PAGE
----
Director Penny Lane Discusses New Documentary Hail Satan?
by Hope Madden
“Blasphemy is very much a declaration of personal independence.”
That’s just one of many gems spoken by members of The Satanic Temple in the latest documentary by filmmaker Penny Lane (yes, that’s her real name), Hail Satan?
Lane spoke with Hope Madden during her national tour in support of the recently released doc.
Hope Madden: What inspired you to make Hail Satan?
Penny Lane: I’d just heard about The Satanic Temple on the news. Initially, I didn’t have any privileged access or information about them. I got the same information everyone else got from hilarious headlines about their Baphomet monument in Oklahoma.
And as I understood the story, I thought it was a joke. Just a joke. They weren’t actually Satanists. I didn’t know there were any Satanists, so I just sort of assumed it was a joke because, what do I know?
HM: And yet they turn out to be earnest, lovely people. Sort of scrappy idealists you can’t help but root for.
PL: It was the surprise, right? You have what you might think the story will be, and that’s not what it really was at all. And then of course, as you see in the film, it’s way more interesting than that, actually. That’s such a delight! I wanted to share it with other people.
The closer I got, the more interesting it was, and that’s the thing you look for as an artist. If you’re asking people to spend an hour and a half with something, you want it to be interesting to think about.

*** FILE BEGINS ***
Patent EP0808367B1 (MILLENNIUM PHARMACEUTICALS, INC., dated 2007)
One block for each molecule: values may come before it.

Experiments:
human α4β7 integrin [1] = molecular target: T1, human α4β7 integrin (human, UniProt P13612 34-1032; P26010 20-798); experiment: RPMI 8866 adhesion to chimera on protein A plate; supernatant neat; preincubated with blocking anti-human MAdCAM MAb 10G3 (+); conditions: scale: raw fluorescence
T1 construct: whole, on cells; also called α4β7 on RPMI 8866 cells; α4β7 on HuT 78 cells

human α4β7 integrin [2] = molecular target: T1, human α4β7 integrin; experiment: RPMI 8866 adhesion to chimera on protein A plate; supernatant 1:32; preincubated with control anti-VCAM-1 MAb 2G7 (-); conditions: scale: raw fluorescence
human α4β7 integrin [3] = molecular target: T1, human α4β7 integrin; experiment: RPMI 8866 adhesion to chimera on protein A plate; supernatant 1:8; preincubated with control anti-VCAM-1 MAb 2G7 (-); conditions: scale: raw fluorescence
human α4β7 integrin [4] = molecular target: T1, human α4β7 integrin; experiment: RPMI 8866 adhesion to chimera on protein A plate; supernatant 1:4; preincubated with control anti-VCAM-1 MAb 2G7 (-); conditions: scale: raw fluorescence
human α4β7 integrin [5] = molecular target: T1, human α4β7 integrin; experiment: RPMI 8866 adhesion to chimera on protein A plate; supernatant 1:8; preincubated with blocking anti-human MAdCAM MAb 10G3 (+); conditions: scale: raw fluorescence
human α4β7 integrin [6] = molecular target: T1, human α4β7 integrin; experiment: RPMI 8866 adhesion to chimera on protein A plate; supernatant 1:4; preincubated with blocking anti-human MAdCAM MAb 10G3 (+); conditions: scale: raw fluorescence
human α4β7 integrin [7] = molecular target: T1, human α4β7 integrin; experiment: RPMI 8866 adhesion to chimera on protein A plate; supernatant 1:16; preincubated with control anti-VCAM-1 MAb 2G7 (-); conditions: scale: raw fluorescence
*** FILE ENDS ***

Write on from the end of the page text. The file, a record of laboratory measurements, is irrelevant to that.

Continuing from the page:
HM: What surprised you the most about their story?
PL: Initially, the humor in the topic and the kind of philosophical implications of what they were doing in terms of law or politics interested me. They’re on the surface. But the sincerity and the affirmative identification as Satanists as a religion was really moving to me, ultimately.
I didn’t necessarily expect to be so inspired and so moved by their story, and I think you see that reflected in the film. It kind of sneaks up on you. About halfway through the film you’re thinking, oh, these are actual human beings who have found something really meaningful in this concept, in this paradigm, the church, the movement—whatever you want to call it. It really got to me. It surprised me.
HM: You capture some of the pushback TST feels from government agencies, news media and counter protesters, some of which is ugly but a lot of it is almost as funny and insightful as the quotes from Temple members. One counter protester tells you: “Their platform is a separation of church and state, so it sounds really nice. They just want to irritate, if you want to know the truth.” Hilarious and true. But on the whole, responses were, well, biblical.
PL: At the Republican National Convention you had people onstage saying things like Hillary Clinton is in league with the devil. The Satanic Temple is owning a pejorative that’s already leveled against people like them.
HM: Did you get any pushback in trying to get this distributed?
PL: Sort of, but not really. You don’t need every executive to like your idea to get funded, you just need one. It wasn’t like everyone was totally on board or got it initially, but why would they be? Pretty big lack of information here. Magnolia pictures just understood the project immediately. They didn’t have the same kind of doubts about it that other people might have had.